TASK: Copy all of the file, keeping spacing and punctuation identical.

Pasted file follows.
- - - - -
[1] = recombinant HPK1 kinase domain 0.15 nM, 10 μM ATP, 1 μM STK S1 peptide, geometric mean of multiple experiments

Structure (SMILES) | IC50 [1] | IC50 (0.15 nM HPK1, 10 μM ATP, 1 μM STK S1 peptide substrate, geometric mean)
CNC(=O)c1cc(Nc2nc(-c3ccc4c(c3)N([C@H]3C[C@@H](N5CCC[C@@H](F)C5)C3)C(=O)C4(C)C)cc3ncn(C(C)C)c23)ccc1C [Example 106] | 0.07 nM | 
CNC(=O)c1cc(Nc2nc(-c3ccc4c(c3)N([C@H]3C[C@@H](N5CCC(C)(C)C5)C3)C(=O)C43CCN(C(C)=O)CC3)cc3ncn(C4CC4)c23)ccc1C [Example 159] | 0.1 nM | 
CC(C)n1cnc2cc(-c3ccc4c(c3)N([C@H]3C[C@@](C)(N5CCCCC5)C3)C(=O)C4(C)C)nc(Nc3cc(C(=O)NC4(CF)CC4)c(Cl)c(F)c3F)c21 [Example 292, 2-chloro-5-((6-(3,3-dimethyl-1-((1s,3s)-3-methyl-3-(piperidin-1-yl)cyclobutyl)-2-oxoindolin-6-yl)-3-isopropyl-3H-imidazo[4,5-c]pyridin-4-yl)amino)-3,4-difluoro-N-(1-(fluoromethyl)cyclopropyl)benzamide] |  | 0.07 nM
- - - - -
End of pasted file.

[1] = recombinant HPK1 kinase domain 0.15 nM, 10 μM ATP, 1 μM STK S1 peptide, geometric mean of multiple experiments

Structure (SMILES) | IC50 [1] | IC50 (0.15 nM HPK1, 10 μM ATP, 1 μM STK S1 peptide substrate, geometric mean)
CNC(=O)c1cc(Nc2nc(-c3ccc4c(c3)N([C@H]3C[C@@H](N5CCC[C@@H](F)C5)C3)C(=O)C4(C)C)cc3ncn(C(C)C)c23)ccc1C [Example 106] | 0.07 nM | 
CNC(=O)c1cc(Nc2nc(-c3ccc4c(c3)N([C@H]3C[C@@H](N5CCC(C)(C)C5)C3)C(=O)C43CCN(C(C)=O)CC3)cc3ncn(C4CC4)c23)ccc1C [Example 159] | 0.1 nM | 
CC(C)n1cnc2cc(-c3ccc4c(c3)N([C@H]3C[C@@](C)(N5CCCCC5)C3)C(=O)C4(C)C)nc(Nc3cc(C(=O)NC4(CF)CC4)c(Cl)c(F)c3F)c21 [Example 292, 2-chloro-5-((6-(3,3-dimethyl-1-((1s,3s)-3-methyl-3-(piperidin-1-yl)cyclobutyl)-2-oxoindolin-6-yl)-3-isopropyl-3H-imidazo[4,5-c]pyridin-4-yl)amino)-3,4-difluoro-N-(1-(fluoromethyl)cyclopropyl)benzamide] |  | 0.07 nM